January 19, 2004

Against the Ropes

On the other end of the true-sports-story spectrum today, I present you with the long-delayed Meg Ryan vehicle AGAINST THE ROPES, also slated to open on February 6. Based on the real life of groundbreaking female boxing promoter Jackie Kallen, this film feels about a bogus as a three-dollar bill, which is surprising because Kallen was at my screening in the flesh peddling this movie hard. I'll grant you that a movie based on real stories doesn't have to be accurate to be interesting, but in this case, every plot twist feels manufactured and apparently they all were. For example, when the events of this film happened in reality, Kallen was married and had two kids. The woman that Ryan plays is single with no kids. There's even a conversation between her and her only boxing client, Luther Shaw (the bored-looking Omar Epps), about why she doesn't have kids. It's almost like taking a highlighter to the lies.

The set up of the movie is okay. Kallen works as a glorified secretary for an Ohio-based promoter named Larocca (Tony Shalhoub, whipping out his tough guy accent for the occasion). After one two many times being called toots and half-pint by the men in the organization, Kallen strikes out on her own and finds Shaw dealing drugs in the projects. After watching him in a street fight, she can tell he's got the stuff to make it as a professional boxer, and hires retired trainer Felix Reynolds (played by director Charles S. Dutton) to whip the thug into shape. In a flurry of activity, Shaw slowly climbs the lower rungs of the professional circuit until it becomes apparent that the only one who stands in his way in the current middle-weight champ, managed by (you guessed it) Kallen's old boss Larocca, who doesn't want to have anything to do with her or her fighter. But we know that won't stop Super-Jackie, who taunts Larocca into a chance at the title. Kallen's fame as a female promoter rises faster than her boxer's, and that doesn't sit well with Shaw, who wants Larocca to buy-out his contract. The climactic match between Shaw and the champ is a joke, plain and simple, and might be the least inspiring sports movie finale in film history. Just to show you how desperate the filmmakers were to find a suitable ending for the story, there's actually a scene where one person starts clapping in Jackie's honor, then another, then another, then the entire room full of extras, including Jackie's most hated adversaries.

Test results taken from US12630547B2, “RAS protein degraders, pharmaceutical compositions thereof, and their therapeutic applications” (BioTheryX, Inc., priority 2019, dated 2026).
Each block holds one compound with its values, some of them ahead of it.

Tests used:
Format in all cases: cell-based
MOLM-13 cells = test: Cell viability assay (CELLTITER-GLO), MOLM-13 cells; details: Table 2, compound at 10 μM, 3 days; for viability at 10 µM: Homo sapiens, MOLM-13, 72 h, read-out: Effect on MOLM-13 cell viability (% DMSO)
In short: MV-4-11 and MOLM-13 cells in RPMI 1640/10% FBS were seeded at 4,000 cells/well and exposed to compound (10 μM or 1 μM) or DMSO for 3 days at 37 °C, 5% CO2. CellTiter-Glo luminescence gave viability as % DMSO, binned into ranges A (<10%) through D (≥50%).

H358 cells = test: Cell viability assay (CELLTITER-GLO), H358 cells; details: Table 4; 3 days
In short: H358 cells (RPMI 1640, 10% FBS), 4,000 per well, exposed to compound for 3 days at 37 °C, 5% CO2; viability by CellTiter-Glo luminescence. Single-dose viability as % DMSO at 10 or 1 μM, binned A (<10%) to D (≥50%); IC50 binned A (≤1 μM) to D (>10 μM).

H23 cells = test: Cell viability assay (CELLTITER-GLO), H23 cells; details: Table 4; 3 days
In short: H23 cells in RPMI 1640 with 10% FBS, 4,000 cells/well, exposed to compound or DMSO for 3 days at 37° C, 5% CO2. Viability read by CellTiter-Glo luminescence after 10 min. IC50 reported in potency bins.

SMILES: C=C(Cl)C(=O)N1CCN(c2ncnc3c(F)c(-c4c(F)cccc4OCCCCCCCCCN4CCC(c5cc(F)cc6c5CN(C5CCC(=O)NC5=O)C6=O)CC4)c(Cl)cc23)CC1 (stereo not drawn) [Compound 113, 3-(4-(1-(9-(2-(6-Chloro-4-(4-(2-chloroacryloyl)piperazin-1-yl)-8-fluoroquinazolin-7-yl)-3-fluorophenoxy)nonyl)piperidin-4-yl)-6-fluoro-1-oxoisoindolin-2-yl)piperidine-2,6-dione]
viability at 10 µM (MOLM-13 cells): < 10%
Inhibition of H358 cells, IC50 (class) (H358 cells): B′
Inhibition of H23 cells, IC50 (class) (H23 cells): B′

I'm guessing the real arc of Kallen's life is pretty interesting in its own right, and rearranging and investing events in her life does her place in history a great injustice. The story of AGAINST THE ROPES feels like Hollywood taking advantage of someone unfamiliar with how movies get made. It was very sad to listen to Kallen justify the changes made to her life story, and I couldn't help pity this woman--who continues to make a life and career of standing up for herself--have to make excuses for selling her soul. AGAINST THE ROPES is a big misfire for Ryan, Dutton, and especially the great Jackie Kallen.

Posted by sprokopy at 10:31 PM


I wasn't even a teenager yet when coach Herb Brooks led the 1980 U.S. Olympic hockey team to its shocking victory over the undefeatable Russian squad, but I remember it vividly. Of course, just having watching a beautiful, by-the-number re-creation of the events leading up to that historic day in American history make it a lot easier to recall how excited everyone was at the time. I was too young to care about or remember what the world was like leading up to that day in January. The Vietnam War was still fresh and stinking in everyone's mind, Watergate, gas shortages, President Jimmy Carter's famous speech about American malaise. American morale was sinking fast. What better place to look for escape and inspiration than sports?